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Probiotics, prebiotics, synbiotics and insulin sensitivity

  • Y. A. Kim (a1), J. B. Keogh (a1) and P. M. Clifton (a1)

Abstract

Animal studies indicate that the composition of gut microbiota may be involved in the progression of insulin resistance to type 2 diabetes. Probiotics and/or prebiotics could be a promising approach to improve insulin sensitivity by favourably modifying the composition of the gut microbial community, reducing intestinal endotoxin concentrations and decreasing energy harvest. The aim of the present review was to investigate the effects of probiotics, prebiotics and synbiotics (a combination of probiotics and prebiotics) on insulin resistance in human clinical trials and to discuss the potential mechanisms whereby probiotics and prebiotics improve glucose metabolism. The anti-diabetic effects of probiotics include reducing pro-inflammatory cytokines via a NF-κB pathway, reduced intestinal permeability, and lowered oxidative stress. SCFA play a key role in glucose homeostasis through multiple potential mechanisms of action. Activation of G-protein-coupled receptors on L-cells by SCFA promotes the release of glucagon-like peptide-1 and peptide YY resulting in increased insulin and decreased glucagon secretion, and suppressed appetite. SCFA can decrease intestinal permeability and decrease circulating endotoxins, lowering inflammation and oxidative stress. SCFA may also have anti-lipolytic activities in adipocytes and improve insulin sensitivity via GLUT4 through the up-regulation of 5'-AMP-activated protein kinase signalling in muscle and liver tissues. Resistant starch and synbiotics appear to have favourable anti-diabetic effects. However, there are few human interventions. Further well-designed human clinical studies are required to develop recommendations for the prevention of type 2 diabetes with pro- and prebiotics.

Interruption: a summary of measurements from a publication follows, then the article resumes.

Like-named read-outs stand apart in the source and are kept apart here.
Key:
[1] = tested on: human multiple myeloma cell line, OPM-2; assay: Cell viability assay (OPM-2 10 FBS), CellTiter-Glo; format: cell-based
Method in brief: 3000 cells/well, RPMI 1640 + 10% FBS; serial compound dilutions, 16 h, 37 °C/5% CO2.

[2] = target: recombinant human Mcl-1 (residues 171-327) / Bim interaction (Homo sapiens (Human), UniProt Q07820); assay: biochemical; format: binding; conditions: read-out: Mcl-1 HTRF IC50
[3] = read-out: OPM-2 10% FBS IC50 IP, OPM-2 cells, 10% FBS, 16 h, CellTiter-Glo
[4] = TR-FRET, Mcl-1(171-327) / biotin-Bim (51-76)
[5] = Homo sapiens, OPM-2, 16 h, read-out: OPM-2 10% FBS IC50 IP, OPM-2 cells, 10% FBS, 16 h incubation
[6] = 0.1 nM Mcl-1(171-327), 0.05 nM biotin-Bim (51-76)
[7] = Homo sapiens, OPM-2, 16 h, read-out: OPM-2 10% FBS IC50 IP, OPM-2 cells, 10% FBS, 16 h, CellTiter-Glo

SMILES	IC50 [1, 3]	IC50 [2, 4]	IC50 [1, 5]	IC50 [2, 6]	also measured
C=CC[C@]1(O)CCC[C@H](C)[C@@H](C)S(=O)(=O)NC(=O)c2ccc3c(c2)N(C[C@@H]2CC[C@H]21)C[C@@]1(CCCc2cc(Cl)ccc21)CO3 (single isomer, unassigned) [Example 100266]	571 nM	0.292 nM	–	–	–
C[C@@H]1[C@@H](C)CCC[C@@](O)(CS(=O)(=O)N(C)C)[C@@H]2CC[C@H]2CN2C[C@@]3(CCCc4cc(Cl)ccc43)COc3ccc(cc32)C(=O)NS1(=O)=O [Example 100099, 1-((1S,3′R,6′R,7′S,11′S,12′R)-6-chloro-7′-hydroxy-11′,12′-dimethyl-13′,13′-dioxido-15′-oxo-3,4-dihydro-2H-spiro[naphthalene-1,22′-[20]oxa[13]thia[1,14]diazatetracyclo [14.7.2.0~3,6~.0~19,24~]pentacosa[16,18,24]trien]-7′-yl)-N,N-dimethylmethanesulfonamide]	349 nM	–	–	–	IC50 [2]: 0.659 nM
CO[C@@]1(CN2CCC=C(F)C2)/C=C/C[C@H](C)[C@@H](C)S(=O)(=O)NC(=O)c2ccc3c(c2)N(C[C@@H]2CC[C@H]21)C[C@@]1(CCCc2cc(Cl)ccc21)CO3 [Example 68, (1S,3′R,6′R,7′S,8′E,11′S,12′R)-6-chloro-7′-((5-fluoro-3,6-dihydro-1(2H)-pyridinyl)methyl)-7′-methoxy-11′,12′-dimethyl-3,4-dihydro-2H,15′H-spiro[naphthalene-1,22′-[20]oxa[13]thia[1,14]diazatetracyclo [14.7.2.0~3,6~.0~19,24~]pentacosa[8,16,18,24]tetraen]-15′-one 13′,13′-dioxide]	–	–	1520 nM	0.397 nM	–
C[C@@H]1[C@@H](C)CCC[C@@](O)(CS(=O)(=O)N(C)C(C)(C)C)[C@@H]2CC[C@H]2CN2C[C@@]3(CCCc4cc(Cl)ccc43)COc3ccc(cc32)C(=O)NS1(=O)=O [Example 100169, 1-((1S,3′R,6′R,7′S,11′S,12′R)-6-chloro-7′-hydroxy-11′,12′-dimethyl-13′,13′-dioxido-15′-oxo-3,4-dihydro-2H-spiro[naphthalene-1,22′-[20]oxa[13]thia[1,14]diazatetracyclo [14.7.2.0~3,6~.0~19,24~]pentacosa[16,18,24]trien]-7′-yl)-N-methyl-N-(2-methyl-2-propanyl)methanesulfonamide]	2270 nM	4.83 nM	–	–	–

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Corresponding author

* Corresponding author: Professor Peter Clifton, fax +61 8 8302 2389, email Peter.Clifton@unisa.edu.au

References

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